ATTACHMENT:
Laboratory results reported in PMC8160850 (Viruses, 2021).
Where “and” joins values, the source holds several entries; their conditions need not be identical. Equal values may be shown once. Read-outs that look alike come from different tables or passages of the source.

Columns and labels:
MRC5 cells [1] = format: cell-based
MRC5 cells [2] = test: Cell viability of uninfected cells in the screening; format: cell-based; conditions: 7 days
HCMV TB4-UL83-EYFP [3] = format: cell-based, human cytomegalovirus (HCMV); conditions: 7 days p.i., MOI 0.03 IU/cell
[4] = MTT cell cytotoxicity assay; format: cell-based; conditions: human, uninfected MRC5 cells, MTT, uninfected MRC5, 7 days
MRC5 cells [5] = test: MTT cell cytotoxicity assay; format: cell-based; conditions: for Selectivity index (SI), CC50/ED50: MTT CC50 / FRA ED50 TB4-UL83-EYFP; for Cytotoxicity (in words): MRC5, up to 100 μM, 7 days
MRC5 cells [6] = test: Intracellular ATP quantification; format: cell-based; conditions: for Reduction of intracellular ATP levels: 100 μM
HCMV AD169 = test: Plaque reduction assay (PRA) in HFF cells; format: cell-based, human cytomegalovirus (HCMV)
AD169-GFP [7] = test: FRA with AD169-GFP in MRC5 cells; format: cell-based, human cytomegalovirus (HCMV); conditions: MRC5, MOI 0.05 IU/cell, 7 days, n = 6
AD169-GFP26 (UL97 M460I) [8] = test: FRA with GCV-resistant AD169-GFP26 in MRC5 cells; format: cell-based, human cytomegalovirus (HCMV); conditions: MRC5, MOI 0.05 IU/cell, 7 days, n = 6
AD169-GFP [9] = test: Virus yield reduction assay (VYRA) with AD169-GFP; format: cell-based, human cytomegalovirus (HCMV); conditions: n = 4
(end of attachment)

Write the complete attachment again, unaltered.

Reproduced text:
Laboratory results reported in PMC8160850 (Viruses, 2021).
Where “and” joins values, the source holds several entries; their conditions need not be identical. Equal values may be shown once. Read-outs that look alike come from different tables or passages of the source.

Columns and labels:
MRC5 cells [1] = format: cell-based
MRC5 cells [2] = test: Cell viability of uninfected cells in the screening; format: cell-based; conditions: 7 days
HCMV TB4-UL83-EYFP [3] = format: cell-based, human cytomegalovirus (HCMV); conditions: 7 days p.i., MOI 0.03 IU/cell
[4] = MTT cell cytotoxicity assay; format: cell-based; conditions: human, uninfected MRC5 cells, MTT, uninfected MRC5, 7 days
MRC5 cells [5] = test: MTT cell cytotoxicity assay; format: cell-based; conditions: for Selectivity index (SI), CC50/ED50: MTT CC50 / FRA ED50 TB4-UL83-EYFP; for Cytotoxicity (in words): MRC5, up to 100 μM, 7 days
MRC5 cells [6] = test: Intracellular ATP quantification; format: cell-based; conditions: for Reduction of intracellular ATP levels: 100 μM
HCMV AD169 = test: Plaque reduction assay (PRA) in HFF cells; format: cell-based, human cytomegalovirus (HCMV)
AD169-GFP [7] = test: FRA with AD169-GFP in MRC5 cells; format: cell-based, human cytomegalovirus (HCMV); conditions: MRC5, MOI 0.05 IU/cell, 7 days, n = 6
AD169-GFP26 (UL97 M460I) [8] = test: FRA with GCV-resistant AD169-GFP26 in MRC5 cells; format: cell-based, human cytomegalovirus (HCMV); conditions: MRC5, MOI 0.05 IU/cell, 7 days, n = 6
AD169-GFP [9] = test: Virus yield reduction assay (VYRA) with AD169-GFP; format: cell-based, human cytomegalovirus (HCMV); conditions: n = 4